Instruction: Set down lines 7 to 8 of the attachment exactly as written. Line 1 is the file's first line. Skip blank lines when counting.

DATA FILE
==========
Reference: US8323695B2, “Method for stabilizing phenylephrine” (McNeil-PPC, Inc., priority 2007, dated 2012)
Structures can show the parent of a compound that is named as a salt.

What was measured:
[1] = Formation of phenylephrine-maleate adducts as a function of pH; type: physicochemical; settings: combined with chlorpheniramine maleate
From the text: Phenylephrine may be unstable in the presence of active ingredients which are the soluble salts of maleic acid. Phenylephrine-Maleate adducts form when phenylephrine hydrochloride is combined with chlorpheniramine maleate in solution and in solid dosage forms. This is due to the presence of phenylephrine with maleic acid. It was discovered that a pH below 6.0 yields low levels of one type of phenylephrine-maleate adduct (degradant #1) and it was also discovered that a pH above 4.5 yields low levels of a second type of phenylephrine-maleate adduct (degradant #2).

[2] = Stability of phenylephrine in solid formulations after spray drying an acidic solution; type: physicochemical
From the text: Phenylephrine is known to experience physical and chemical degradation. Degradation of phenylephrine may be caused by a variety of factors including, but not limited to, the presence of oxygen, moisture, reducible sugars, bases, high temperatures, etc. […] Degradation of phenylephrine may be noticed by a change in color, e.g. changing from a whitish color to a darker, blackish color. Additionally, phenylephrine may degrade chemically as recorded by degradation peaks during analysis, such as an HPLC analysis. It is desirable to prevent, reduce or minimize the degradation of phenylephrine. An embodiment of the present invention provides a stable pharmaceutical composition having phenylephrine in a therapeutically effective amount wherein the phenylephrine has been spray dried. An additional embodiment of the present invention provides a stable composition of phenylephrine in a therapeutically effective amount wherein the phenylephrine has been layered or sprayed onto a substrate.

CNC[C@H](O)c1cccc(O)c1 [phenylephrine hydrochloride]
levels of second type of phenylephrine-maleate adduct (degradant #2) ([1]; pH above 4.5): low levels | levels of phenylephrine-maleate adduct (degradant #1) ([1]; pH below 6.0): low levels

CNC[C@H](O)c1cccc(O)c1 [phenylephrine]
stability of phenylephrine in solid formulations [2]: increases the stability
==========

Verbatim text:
From the text: Phenylephrine is known to experience physical and chemical degradation. Degradation of phenylephrine may be caused by a variety of factors including, but not limited to, the presence of oxygen, moisture, reducible sugars, bases, high temperatures, etc. […] Degradation of phenylephrine may be noticed by a change in color, e.g. changing from a whitish color to a darker, blackish color. Additionally, phenylephrine may degrade chemically as recorded by degradation peaks during analysis, such as an HPLC analysis. It is desirable to prevent, reduce or minimize the degradation of phenylephrine. An embodiment of the present invention provides a stable pharmaceutical composition having phenylephrine in a therapeutically effective amount wherein the phenylephrine has been spray dried. An additional embodiment of the present invention provides a stable composition of phenylephrine in a therapeutically effective amount wherein the phenylephrine has been layered or sprayed onto a substrate.

CNC[C@H](O)c1cccc(O)c1 [phenylephrine hydrochloride]